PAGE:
Last week, I turned down the possibility to attend a training on “How to Deal with Lobbyists” (so glamorous) to instead learn about the sustainable food policy agenda in Europe – and I have to say, I have no regrets! The LiveWell for Life conference was really well organized, had interesting panellists and great speakers, and though it was more of a meta-discourse on what is needed to drive sustainable food policy forward, it gave a super interesting insight in where we stand, and what is needed for Europe to develop a FOOD policy.
Let me flick through my notes and give you the run-down…
“Western diets cannot be made universal – what we require is a contraction and convergence strategy, especially regarding our consumption of animal products” – Olivier de Schutter
“Our main problem is to reach the 805 million people that are still hungry. Our task is that these populations are targeted, both from the perspective of food system development and of economic opportunities” – FAO
Nestle’s stance is that the food industry’s main priority should be to continue to transform perishable agricultural produce into food products. Then, they could contribute to healthier food systems by improving their environmental and nutrition-related performance (by producing more resource-efficiently and reducing sodium and saturated fat content), offer transparency and information to consumers, and to help suppliers in developing nations through on-the-ground support by agronomists and the like.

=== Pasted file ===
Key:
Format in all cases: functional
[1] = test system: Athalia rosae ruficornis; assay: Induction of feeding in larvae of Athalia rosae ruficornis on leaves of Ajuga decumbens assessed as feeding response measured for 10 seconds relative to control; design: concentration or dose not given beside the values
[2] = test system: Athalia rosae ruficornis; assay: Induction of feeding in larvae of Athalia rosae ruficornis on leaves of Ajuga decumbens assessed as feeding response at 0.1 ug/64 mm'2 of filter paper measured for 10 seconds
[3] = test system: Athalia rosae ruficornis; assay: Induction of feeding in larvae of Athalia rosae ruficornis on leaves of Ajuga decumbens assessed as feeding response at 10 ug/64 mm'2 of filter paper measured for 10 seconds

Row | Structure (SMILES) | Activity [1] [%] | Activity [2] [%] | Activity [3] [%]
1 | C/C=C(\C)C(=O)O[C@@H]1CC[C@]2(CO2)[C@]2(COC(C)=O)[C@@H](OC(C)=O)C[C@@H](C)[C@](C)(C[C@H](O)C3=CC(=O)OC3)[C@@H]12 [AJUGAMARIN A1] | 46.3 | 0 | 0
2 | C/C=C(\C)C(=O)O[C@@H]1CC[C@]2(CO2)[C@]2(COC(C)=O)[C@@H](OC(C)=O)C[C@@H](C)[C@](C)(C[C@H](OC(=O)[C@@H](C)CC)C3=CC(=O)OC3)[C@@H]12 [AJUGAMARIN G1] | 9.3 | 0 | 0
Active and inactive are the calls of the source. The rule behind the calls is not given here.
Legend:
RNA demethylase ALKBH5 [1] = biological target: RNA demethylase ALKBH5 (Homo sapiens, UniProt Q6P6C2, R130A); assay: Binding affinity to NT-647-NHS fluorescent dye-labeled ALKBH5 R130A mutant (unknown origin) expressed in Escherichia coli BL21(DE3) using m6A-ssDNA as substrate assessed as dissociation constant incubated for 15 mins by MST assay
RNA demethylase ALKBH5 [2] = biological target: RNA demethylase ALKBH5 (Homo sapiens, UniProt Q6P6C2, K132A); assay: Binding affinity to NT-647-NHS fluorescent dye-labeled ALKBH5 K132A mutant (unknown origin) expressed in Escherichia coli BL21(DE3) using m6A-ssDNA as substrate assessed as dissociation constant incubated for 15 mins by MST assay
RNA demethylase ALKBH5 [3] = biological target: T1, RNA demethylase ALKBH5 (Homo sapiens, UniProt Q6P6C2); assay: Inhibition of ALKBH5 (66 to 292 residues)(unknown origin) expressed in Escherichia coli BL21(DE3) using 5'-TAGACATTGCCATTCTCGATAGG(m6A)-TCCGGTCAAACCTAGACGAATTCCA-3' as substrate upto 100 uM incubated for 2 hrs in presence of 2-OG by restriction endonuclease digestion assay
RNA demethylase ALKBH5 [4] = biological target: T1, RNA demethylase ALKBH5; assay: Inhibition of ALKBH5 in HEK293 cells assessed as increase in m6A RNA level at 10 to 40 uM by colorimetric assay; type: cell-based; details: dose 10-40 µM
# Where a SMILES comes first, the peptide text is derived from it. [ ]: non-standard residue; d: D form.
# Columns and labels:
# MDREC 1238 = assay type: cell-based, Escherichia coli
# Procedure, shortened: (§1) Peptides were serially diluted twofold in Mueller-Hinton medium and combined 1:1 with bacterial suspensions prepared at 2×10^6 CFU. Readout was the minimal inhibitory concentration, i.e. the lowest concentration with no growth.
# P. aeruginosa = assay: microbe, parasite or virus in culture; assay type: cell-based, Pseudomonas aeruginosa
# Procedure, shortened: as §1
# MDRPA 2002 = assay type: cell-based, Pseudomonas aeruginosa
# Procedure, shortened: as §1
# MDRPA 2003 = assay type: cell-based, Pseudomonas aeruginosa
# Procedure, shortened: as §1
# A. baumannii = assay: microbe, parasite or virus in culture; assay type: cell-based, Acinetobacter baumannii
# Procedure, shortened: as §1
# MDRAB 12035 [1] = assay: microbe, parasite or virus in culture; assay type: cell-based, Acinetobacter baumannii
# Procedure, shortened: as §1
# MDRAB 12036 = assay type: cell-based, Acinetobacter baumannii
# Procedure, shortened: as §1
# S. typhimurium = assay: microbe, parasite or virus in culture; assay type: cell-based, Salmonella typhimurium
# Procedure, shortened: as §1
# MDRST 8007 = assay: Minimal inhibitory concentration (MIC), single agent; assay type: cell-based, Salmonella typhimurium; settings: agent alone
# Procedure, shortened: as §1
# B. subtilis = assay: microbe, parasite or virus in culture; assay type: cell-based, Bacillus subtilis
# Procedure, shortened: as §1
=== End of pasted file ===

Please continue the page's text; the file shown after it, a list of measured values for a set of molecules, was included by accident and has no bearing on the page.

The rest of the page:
Finally, you had the WWF advocating to go beyond production, and look at consumption as well – which in fact is the focus of the LiveWell for Life project. They stressed that the 3 most important crops – palm oil, sugar, and soybeans – are all products we could live without – and probably live healthier too. Their massive production is linked to global obesity costs of around 2 trillion pounds a year. This makes a clear business case to look into sustainability according to the WWF.
So, basically, you had two advocates for dietary change – in an event focused on dietary change – sandwiching the big international organizations that stressed especially the fact that we can bring food and economic opportunities to hungry people elsewhere, and an international corporation saying that they can help in that, and help their suppliers become better farmers in the process. What an interesting range of opinions…
- There is siloization in government agencies and international organizations between the environmental, health, and agricultural specialists. We need a platform to bring the different actors together and get talking about a radical rethinking of food systems (Emile Frison, Daniel and Nina Carasso Foundation)
- Drivers of consumers’ food choices are first and foremost taste, price, habits and convenience. Sustainability comes last, and we couldn’t put sustainable products on the market because there was no willingness to pay the price premium. We need to put sustainability into the mind of the consumer (Agnes Martin, Danone)
- We have agricultural policies that decide what we eat. Instead, we need to have food ministries and food DGs, to turn things upside down. We cannot get the model right by tweaking, we require strong regulations that support sustainable choices. Voluntarism is not enough; we should regulate what we subsidize and what can be sold to consumers as food (Sirpa Pietikäinen, MEP)
- There is a fragmentation of economic, social and political approaches to food policy. We are missing political leadership, this is why there is policy inconsistency in Europe, and things going in opposite directions. We need leadership to try and drive our society in new direction (Roberto Bertollini, WHO)